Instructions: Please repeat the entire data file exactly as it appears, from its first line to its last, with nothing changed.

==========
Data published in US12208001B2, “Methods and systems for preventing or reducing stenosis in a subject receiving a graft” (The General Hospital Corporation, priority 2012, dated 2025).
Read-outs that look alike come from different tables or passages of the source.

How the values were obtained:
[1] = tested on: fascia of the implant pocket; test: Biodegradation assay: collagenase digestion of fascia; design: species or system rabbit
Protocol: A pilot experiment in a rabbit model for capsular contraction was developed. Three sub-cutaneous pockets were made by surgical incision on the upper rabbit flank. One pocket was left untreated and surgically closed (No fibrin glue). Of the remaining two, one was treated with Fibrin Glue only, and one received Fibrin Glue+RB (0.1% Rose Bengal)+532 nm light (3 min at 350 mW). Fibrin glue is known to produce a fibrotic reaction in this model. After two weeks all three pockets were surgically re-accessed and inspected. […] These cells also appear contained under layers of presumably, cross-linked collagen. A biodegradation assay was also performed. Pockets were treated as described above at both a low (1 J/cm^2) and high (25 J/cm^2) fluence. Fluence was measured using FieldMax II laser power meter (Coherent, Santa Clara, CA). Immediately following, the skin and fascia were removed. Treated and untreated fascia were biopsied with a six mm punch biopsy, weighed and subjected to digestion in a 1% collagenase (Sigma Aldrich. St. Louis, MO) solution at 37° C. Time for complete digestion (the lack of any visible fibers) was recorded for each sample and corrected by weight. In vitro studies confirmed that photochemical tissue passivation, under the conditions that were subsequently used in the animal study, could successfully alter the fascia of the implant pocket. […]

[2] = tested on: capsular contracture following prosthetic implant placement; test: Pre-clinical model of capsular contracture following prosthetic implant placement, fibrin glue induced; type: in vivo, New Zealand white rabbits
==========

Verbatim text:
Data published in US12208001B2, “Methods and systems for preventing or reducing stenosis in a subject receiving a graft” (The General Hospital Corporation, priority 2012, dated 2025).
Read-outs that look alike come from different tables or passages of the source.

How the values were obtained:
[1] = tested on: fascia of the implant pocket; test: Biodegradation assay: collagenase digestion of fascia; design: species or system rabbit
Protocol: A pilot experiment in a rabbit model for capsular contraction was developed. Three sub-cutaneous pockets were made by surgical incision on the upper rabbit flank. One pocket was left untreated and surgically closed (No fibrin glue). Of the remaining two, one was treated with Fibrin Glue only, and one received Fibrin Glue+RB (0.1% Rose Bengal)+532 nm light (3 min at 350 mW). Fibrin glue is known to produce a fibrotic reaction in this model. After two weeks all three pockets were surgically re-accessed and inspected. […] These cells also appear contained under layers of presumably, cross-linked collagen. A biodegradation assay was also performed. Pockets were treated as described above at both a low (1 J/cm^2) and high (25 J/cm^2) fluence. Fluence was measured using FieldMax II laser power meter (Coherent, Santa Clara, CA). Immediately following, the skin and fascia were removed. Treated and untreated fascia were biopsied with a six mm punch biopsy, weighed and subjected to digestion in a 1% collagenase (Sigma Aldrich. St. Louis, MO) solution at 37° C. Time for complete digestion (the lack of any visible fibers) was recorded for each sample and corrected by weight. In vitro studies confirmed that photochemical tissue passivation, under the conditions that were subsequently used in the animal study, could successfully alter the fascia of the implant pocket. […]

[2] = tested on: capsular contracture following prosthetic implant placement; test: Pre-clinical model of capsular contracture following prosthetic implant placement, fibrin glue induced; type: in vivo, New Zealand white rabbits